International Law, UN Convention Against Torture, Cruel Punishment, international fugitives, Article Three, International Extradition, Habeas Protections, Suspension Clause, Habeas Corpus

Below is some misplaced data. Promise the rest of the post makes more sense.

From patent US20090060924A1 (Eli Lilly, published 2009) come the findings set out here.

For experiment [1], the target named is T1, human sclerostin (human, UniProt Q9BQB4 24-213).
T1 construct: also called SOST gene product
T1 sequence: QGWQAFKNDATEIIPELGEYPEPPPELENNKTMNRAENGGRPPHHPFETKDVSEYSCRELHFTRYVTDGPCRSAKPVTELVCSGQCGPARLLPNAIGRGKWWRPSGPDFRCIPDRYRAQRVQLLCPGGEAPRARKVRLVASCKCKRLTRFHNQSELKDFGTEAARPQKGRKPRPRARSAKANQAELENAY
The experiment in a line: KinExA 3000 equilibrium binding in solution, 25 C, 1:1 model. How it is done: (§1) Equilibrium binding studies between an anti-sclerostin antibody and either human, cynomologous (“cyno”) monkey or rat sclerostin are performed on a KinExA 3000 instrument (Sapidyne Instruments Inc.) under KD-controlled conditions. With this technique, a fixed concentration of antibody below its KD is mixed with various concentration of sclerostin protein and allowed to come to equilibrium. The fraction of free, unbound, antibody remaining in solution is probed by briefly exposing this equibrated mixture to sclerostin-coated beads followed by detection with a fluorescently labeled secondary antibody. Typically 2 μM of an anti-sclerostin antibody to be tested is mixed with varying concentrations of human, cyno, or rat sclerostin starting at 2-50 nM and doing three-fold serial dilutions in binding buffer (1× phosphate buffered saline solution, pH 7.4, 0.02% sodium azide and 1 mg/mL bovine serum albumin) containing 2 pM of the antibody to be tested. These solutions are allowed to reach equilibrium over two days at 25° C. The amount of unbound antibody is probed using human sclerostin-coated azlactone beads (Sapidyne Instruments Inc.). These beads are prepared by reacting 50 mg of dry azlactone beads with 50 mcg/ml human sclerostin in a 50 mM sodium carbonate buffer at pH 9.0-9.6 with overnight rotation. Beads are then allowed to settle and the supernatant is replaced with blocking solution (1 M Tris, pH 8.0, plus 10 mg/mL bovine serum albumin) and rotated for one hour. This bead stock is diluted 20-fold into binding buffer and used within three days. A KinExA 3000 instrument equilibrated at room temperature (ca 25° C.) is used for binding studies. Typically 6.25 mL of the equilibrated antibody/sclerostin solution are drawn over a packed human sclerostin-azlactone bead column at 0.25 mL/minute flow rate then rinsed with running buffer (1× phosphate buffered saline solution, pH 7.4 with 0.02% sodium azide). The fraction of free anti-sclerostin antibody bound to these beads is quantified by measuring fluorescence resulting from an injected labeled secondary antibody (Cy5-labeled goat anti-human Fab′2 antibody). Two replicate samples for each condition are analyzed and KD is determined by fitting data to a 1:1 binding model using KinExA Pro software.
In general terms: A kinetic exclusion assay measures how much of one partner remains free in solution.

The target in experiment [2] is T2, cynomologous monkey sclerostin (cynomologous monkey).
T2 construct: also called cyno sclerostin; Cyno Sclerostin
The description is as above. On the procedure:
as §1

This Note considers the law underlying the question addressed in Trinidad: can habeas courts review an extraditee’s Article Three claims? In turn, this Note considers how courts should interpret the CAT in the extradition context. Part I explores the important conceptual components of the question posed in Trinidad,including US extradition practice, habeas petitions in extradition proceedings, and the CAT’s implementation in the United States. Building on this, Part II examines competing interpretations of Article Three claims in US courts, highlighting how these claims touch on much deeper issues that remain unsettled by several hundred years of habeas corpus jurisprudence. Finally, Part III posits a simple answer to the straightforward question posed in Trinidad. Neither the CAT, its implementing laws or regulations, nor the United States Constitution allows courts to hear an extraditee’s Article Three claims. Therefore, unless Congress changes the current state of the law, Article Three claims are the exclusive purview of the Secretary.

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